210 students of RCHS were asked if they ever heard of the concept of grade inflation, with about 69% saying they have not. (Fozaan Noor)


Because of the phenomenon, many students have to prove that the evaluation of their grades is correct, resulting in many having to study late into the night. 

“I had to stay up super late some nights just studying or completing my work for that class. I sometimes wouldn’t be able to hang out with my friends because of my continuous studying just to keep my grades up.”

— James Yanez, senior at RCHS

“The grades in my classes have become a lot more difficult to maintain,” James Yanez, senior at RCHS, said. “I had to stay up super late some nights just studying or completing my work for that class. I sometimes wouldn’t be able to hang out with my friends because of my continuous studying just to keep my grades up.”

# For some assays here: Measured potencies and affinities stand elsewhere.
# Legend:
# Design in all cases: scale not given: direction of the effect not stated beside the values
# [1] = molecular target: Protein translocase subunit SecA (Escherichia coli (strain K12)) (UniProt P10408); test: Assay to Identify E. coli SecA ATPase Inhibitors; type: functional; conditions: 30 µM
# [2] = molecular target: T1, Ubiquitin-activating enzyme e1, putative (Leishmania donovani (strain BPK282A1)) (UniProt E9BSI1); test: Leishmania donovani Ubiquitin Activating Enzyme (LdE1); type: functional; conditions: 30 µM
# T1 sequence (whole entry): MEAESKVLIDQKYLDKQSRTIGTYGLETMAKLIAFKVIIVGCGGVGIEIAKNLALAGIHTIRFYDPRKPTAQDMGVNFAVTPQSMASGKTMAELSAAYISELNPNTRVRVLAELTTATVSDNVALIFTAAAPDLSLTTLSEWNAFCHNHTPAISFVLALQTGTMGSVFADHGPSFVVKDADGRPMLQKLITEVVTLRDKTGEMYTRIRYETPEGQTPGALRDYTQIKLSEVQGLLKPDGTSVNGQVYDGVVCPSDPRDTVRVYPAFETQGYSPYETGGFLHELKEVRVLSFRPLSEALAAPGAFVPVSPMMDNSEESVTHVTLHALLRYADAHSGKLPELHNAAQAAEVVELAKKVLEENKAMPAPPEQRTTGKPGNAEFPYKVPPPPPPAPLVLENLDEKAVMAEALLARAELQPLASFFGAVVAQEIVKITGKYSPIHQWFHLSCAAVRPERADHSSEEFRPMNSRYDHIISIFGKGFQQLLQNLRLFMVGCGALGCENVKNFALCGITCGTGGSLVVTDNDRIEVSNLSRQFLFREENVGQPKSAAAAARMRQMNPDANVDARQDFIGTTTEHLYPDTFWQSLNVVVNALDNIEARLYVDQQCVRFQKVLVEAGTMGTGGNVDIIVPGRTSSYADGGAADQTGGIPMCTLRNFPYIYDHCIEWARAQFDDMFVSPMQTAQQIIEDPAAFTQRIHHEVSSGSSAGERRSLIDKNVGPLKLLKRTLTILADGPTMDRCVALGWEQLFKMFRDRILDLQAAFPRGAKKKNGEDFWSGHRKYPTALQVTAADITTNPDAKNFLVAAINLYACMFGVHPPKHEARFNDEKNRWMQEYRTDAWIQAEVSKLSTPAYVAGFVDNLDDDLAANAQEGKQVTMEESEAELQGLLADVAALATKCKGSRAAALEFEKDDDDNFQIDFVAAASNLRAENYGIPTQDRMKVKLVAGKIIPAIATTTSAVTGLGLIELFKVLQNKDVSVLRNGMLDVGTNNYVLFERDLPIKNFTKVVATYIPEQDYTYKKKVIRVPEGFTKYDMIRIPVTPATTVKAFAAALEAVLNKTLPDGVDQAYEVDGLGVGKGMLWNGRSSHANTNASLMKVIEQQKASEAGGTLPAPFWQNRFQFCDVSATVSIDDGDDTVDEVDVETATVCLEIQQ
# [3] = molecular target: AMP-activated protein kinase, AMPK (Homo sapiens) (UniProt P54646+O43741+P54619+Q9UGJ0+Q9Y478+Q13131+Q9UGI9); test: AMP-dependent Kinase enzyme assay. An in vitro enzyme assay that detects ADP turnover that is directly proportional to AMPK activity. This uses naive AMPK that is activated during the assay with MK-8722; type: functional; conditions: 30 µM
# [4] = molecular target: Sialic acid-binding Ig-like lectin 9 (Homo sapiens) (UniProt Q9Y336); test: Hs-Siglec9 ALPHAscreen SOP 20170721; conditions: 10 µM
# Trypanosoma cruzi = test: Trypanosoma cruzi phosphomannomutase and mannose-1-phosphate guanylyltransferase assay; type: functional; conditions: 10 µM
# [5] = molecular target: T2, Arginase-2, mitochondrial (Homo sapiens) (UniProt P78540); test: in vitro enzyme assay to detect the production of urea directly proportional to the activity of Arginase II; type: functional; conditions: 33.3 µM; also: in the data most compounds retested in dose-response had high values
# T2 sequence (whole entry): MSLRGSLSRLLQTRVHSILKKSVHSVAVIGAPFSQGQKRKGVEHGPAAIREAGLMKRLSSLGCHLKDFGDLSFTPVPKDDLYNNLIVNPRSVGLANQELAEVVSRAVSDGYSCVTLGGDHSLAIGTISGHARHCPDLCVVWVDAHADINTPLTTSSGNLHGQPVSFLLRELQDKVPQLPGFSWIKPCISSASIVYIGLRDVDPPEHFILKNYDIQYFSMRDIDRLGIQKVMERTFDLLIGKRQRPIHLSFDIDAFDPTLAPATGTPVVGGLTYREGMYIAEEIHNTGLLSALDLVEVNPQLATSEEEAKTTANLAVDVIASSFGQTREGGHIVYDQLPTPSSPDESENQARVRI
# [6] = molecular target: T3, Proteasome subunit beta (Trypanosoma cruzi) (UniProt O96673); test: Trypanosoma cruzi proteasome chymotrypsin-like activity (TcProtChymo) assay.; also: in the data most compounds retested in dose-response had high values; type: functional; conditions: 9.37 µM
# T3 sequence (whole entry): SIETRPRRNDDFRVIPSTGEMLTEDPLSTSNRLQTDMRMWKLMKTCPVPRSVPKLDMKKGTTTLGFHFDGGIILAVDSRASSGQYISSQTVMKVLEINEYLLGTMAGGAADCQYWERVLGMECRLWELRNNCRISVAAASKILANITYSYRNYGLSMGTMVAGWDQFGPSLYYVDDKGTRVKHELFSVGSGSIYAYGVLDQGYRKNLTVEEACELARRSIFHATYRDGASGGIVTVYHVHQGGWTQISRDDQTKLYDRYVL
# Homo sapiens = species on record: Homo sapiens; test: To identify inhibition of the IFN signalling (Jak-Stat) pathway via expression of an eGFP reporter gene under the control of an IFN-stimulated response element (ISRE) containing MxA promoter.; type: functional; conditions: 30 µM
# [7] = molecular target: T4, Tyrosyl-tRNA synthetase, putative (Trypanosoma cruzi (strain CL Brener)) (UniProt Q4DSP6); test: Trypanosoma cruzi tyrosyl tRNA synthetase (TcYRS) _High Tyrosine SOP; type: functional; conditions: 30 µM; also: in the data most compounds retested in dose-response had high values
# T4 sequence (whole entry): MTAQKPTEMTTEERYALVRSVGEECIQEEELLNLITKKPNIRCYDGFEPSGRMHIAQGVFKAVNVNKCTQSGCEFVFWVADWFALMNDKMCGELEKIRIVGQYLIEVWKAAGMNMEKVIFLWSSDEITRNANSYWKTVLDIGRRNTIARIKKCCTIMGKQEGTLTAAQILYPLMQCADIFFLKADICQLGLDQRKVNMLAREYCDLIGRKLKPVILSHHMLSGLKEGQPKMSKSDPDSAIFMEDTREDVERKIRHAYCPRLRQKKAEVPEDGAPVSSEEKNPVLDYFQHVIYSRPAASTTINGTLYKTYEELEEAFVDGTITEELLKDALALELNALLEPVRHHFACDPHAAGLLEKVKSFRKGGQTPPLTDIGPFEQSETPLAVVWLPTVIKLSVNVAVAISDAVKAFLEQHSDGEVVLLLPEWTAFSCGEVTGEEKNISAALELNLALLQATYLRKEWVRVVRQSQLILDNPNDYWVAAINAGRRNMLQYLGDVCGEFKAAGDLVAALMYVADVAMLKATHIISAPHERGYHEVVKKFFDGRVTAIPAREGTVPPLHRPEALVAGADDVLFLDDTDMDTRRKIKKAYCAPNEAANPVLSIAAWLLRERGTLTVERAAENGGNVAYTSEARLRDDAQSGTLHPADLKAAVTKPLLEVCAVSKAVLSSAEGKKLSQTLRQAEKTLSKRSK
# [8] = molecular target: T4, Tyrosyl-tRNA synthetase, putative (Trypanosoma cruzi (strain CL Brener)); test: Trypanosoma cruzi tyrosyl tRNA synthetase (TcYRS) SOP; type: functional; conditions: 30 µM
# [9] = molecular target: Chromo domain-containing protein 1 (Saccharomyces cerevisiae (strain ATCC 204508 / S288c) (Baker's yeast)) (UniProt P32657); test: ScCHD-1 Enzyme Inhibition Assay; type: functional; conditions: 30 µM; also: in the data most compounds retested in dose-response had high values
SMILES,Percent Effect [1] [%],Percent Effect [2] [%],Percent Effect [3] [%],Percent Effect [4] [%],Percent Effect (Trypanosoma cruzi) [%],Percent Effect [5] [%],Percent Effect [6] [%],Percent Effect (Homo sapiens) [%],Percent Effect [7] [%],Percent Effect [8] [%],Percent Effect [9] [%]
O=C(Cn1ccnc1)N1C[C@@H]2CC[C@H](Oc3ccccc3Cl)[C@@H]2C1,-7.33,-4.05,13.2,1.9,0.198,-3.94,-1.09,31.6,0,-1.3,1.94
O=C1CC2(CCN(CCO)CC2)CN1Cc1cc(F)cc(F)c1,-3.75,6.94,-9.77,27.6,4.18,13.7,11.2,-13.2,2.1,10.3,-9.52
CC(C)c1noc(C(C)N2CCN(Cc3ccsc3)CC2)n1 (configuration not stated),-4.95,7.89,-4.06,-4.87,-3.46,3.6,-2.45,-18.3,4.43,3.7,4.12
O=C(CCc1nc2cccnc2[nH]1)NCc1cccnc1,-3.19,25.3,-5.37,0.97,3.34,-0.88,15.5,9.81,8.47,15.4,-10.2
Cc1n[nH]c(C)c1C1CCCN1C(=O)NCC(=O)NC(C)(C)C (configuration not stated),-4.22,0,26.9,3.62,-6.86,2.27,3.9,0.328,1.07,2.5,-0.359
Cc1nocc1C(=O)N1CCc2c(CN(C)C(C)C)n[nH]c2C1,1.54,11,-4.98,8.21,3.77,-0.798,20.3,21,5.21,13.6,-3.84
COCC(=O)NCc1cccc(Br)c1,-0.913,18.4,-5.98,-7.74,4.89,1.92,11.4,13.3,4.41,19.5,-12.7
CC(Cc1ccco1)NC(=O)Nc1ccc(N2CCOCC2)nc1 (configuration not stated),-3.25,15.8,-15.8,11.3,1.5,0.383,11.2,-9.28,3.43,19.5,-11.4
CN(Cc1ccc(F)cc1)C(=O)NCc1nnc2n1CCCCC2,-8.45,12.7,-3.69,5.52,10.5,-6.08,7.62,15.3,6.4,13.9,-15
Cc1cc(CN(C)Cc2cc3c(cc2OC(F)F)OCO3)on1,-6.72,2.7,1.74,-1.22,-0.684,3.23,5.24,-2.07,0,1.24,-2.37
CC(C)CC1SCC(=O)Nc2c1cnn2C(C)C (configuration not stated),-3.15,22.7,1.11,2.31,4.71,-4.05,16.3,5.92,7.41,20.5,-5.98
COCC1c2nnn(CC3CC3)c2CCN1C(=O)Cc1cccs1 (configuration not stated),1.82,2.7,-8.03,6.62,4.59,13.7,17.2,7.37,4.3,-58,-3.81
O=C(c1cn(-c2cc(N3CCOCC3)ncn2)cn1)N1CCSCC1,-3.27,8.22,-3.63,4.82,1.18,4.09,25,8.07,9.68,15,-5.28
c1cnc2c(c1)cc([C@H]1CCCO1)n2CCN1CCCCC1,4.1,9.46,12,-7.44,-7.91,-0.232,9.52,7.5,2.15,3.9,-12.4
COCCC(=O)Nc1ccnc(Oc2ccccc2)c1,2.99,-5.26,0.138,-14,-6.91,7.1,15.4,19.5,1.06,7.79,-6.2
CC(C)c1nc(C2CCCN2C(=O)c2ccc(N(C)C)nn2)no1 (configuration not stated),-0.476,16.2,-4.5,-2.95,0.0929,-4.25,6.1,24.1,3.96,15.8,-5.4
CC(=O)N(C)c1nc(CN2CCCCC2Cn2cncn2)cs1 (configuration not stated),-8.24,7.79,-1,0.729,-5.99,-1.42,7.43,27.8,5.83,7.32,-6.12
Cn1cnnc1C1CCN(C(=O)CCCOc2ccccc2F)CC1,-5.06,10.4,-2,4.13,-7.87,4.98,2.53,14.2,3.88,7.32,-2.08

With grade inflation spreading like wildfire into academic institutions, many different precautions are being enforced to combat it. With this in mind, students now have to find other means of proving their worth to colleges besides the use of their transcripts.

Although grades are an important component that colleges look for in potential students, schools are also looking for other factors.

These factors, which colleges encourage students who are preparing to apply should partake in, include community service, different extracurricular activities, awards or recognitions, and seals that can be found on their diplomas and transcripts.